5. 4 points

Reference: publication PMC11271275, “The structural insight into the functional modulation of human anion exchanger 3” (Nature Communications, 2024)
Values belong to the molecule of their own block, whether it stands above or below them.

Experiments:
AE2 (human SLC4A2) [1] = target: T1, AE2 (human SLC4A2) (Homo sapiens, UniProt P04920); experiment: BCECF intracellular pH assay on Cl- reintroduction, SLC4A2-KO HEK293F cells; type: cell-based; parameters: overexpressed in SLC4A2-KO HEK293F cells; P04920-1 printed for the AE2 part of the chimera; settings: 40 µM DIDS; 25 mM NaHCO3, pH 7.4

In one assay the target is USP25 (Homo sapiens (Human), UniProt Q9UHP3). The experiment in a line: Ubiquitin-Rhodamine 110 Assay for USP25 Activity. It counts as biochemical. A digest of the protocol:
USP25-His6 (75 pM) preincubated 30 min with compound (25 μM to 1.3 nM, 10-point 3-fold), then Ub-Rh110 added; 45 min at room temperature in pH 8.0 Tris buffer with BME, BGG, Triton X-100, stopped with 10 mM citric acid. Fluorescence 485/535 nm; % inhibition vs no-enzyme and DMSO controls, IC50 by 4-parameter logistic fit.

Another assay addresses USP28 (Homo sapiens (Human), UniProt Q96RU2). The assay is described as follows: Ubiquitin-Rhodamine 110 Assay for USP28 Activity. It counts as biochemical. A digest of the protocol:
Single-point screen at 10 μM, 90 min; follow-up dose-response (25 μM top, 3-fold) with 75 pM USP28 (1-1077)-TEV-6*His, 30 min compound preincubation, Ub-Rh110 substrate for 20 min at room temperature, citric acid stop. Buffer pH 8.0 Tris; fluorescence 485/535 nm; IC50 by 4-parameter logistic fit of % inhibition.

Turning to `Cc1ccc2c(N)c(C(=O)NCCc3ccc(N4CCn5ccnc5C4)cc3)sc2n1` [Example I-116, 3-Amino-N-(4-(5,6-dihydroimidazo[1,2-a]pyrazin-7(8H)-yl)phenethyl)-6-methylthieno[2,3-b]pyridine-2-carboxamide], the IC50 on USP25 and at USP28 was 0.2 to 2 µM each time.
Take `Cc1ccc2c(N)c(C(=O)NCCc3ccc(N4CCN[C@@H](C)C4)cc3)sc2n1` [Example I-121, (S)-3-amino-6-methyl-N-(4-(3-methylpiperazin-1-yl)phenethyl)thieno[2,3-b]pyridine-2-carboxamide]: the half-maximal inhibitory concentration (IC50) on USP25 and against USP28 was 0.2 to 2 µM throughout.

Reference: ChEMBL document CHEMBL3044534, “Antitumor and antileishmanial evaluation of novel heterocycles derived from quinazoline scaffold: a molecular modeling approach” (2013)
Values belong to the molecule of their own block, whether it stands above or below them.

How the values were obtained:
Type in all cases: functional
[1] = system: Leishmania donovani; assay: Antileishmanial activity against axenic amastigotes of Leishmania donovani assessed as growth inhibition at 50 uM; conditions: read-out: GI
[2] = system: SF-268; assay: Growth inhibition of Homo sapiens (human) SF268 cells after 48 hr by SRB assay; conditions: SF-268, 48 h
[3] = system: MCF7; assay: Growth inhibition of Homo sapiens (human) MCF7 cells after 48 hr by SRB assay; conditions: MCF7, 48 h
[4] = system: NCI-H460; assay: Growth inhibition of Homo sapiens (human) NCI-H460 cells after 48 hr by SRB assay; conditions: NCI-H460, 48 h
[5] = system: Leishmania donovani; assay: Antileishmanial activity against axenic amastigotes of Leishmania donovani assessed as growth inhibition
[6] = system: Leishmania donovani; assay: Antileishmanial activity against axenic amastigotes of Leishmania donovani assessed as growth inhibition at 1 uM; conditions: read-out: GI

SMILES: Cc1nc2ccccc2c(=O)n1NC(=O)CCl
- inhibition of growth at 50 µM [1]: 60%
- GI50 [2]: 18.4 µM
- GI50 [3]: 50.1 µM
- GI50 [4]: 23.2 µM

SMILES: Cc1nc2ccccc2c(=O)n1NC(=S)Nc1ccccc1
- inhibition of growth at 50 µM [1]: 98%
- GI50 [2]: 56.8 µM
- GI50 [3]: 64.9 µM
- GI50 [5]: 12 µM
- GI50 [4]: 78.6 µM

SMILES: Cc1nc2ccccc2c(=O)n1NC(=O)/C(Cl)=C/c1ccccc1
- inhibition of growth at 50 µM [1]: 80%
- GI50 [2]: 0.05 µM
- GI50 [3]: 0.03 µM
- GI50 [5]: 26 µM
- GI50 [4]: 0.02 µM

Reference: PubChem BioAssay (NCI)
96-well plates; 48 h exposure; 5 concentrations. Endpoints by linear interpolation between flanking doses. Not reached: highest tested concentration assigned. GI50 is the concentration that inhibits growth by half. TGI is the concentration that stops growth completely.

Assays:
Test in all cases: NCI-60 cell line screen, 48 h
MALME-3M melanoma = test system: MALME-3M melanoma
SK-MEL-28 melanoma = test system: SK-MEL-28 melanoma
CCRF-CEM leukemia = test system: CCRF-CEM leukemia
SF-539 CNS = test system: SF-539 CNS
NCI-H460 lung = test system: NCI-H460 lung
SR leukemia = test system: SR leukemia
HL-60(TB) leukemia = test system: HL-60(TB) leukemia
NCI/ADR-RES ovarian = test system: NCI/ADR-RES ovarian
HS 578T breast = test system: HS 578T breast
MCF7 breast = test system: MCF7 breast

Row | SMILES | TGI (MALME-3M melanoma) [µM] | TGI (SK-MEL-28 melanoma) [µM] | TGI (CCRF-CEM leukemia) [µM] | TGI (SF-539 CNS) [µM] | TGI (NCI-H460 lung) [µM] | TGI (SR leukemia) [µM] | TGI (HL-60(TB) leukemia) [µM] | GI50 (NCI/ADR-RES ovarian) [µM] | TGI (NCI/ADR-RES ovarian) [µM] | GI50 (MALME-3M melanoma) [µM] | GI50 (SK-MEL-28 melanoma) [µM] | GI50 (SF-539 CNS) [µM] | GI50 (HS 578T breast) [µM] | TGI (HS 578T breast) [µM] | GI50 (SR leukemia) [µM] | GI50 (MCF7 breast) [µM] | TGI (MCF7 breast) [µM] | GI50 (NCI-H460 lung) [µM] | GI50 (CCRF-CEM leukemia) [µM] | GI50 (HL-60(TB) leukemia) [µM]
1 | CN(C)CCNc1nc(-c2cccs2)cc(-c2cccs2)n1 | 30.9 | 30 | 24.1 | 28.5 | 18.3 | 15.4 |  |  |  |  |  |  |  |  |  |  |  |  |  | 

Well this isn't really a walkthrough because I'm learning on the fly but I felt it was worthy of sharing as the story will probably return some good advice. A bit over a year ago I picked up a Breitling Navitimer movement complete with crown, dial and slide rule. There were a few parts missing and a couple of broken pieces but I corrected those issues in short order and stored the movement away for that day when a case would come available. A few months later just such a case came up on eBay and I picked it up for a fair price even though the bezel was missing. The case has some issues- for example the threads for one of the chronograph pushers were stripped out (note the pusher held in with glue below) and it looks like the bezel was removed with a forklift. I widened the stripped out pusher hole and pushed in a stainless steel sleeve which will be tapped to accept the proper pusher (2.5mm tap, pitch 0.20mm). This work was completed some time ago then the project stalled out as replacement bezels are about as common as unicorns. Frustrated by this I decided to roll up my sleeves and turn a replacement. The correct bezel is approximately 3.25mm tall with a 41.0mm outside diameter, so I started with a 304 stainless steel ring which is 6.00mm tall and has an outside diameter of 41.0mm. I've not turned stainless steel on the lathe before and was hoping to start with a softer grade (say 400) but was limited by what would fit in my three jawed chuck. Now for anyone who is thinking, "you can't turn stainless like that on an 8mm lathe" you are of course correct (for the most part) but try I did and with a carbide graver I was able to make pretty quick work of the piece- chips were flying nicely but OH BOY DOES IT GET HOT! About twenty seconds of turning was all I could do before cooling the graver; this is of course why you always see stainless steel milled or cut under a stream of coolant. Since my workspace is limited and I don't want to make a big mess I moved on to Plan B (which was actually Plan A because I never figured I'd successfully turn a replacement stainless steel bezel on the lathe). Plan B was using brass, which meant I could put the carbide gravers away as they aggressively dig into brass like it's chocolate. This time I started with a thick brass washer and my usual HSS graver. Pretty soon I was knee deep in shavings (which are useful for bluing screws). I turned the washer to a ring with an inside diameter of 37.5mm. A recess was then cut 1.0mm deep to accept the crystal on one side and the inner bezel ring on the other. The inner bezel ring (on which the bezel is mounted) is about 1.8mm tall so the recess needed to be about 2.00 mm tall to accommodate the inner bezel ring and the slide rule. Getting the dimensions just right was achieved by using a black sharpie and a scribe (needle in a pin vice) to mark out the cuts then constantly checking and rechecking the fit. Once a proper fit to the case and crystal were achieved I proceeded to cut the exterior of the bezel. The cuts were done by eye then checked and rechecked for proper fit and finish. The outside diameter of the bezel where it meets the case tapers to 40.0mm and if I cut too much there's no way to add the material back. The current status is promising- below are the pictures as it stands today without notches. I'll be cutting the notches this weekend using a fine round escapement file. To ensure the notches are evenly spaced the plan is to remove a stainless steel bezel from another Navitimer I own and glue it to this one. The notches in the stainless bezel with then serve as pilot holes to guide my file. Once completed the plan is to have the bezel plated and the case professionally refinished (laser welded, etc.). Even though it's not correct for this watch, I'm thinking I'll probably have the bezel yellow gold plated as it will be easier to sell when and if a proper stainless steel bezel ever comes to replace it. A few things I've learned along the way that might be helpful- Don't get discouraged- I was 95% done two days ago when the bezel slipped off the chuck at speed and deformed- I had to start the whole thing over again. I did get to test my notch making skills on the bent piece though and that's worth something. A three jaw chuck isn't really the right tool for this job. There is a five or six jawed chuck for holding bezels, if you can find one, I'll bet it's a lot grippier. Turning large brass rounds on a lathe is great for your confidence. You'll think you're a master until it comes time for clean-up when you realize you really do need a proper machine shop (separate from your service workbench).